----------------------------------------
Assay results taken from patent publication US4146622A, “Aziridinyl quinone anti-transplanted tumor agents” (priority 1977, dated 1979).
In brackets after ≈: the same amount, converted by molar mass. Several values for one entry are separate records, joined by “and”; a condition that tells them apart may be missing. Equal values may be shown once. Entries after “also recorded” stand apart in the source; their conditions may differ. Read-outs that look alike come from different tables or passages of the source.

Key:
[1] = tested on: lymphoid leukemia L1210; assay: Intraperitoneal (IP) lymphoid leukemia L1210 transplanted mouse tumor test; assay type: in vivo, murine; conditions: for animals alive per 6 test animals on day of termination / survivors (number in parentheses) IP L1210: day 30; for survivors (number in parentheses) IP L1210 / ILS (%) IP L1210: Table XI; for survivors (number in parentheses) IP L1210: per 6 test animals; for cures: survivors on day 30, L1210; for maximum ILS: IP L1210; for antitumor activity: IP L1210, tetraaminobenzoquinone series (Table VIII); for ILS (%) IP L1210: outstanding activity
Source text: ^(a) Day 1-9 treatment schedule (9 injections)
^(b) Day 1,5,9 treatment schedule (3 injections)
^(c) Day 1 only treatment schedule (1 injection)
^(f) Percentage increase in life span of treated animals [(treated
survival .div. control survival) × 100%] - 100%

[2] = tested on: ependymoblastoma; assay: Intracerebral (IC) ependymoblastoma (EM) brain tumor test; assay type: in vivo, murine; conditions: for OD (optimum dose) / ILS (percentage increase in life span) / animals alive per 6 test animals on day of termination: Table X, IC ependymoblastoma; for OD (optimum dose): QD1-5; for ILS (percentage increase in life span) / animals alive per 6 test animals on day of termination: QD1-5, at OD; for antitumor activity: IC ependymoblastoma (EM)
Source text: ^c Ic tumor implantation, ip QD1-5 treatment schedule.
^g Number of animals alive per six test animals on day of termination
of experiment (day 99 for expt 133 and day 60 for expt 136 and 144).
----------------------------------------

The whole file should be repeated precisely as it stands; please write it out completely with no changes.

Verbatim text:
Assay results taken from patent publication US4146622A, “Aziridinyl quinone anti-transplanted tumor agents” (priority 1977, dated 1979).
In brackets after ≈: the same amount, converted by molar mass. Several values for one entry are separate records, joined by “and”; a condition that tells them apart may be missing. Equal values may be shown once. Entries after “also recorded” stand apart in the source; their conditions may differ. Read-outs that look alike come from different tables or passages of the source.

Key:
[1] = tested on: lymphoid leukemia L1210; assay: Intraperitoneal (IP) lymphoid leukemia L1210 transplanted mouse tumor test; assay type: in vivo, murine; conditions: for animals alive per 6 test animals on day of termination / survivors (number in parentheses) IP L1210: day 30; for survivors (number in parentheses) IP L1210 / ILS (%) IP L1210: Table XI; for survivors (number in parentheses) IP L1210: per 6 test animals; for cures: survivors on day 30, L1210; for maximum ILS: IP L1210; for antitumor activity: IP L1210, tetraaminobenzoquinone series (Table VIII); for ILS (%) IP L1210: outstanding activity
Source text: ^(a) Day 1-9 treatment schedule (9 injections)
^(b) Day 1,5,9 treatment schedule (3 injections)
^(c) Day 1 only treatment schedule (1 injection)
^(f) Percentage increase in life span of treated animals [(treated
survival .div. control survival) × 100%] - 100%

[2] = tested on: ependymoblastoma; assay: Intracerebral (IC) ependymoblastoma (EM) brain tumor test; assay type: in vivo, murine; conditions: for OD (optimum dose) / ILS (percentage increase in life span) / animals alive per 6 test animals on day of termination: Table X, IC ependymoblastoma; for OD (optimum dose): QD1-5; for ILS (percentage increase in life span) / animals alive per 6 test animals on day of termination: QD1-5, at OD; for antitumor activity: IC ependymoblastoma (EM)
Source text: ^c Ic tumor implantation, ip QD1-5 treatment schedule.
^g Number of animals alive per six test animals on day of termination
of experiment (day 99 for expt 133 and day 60 for expt 136 and 144).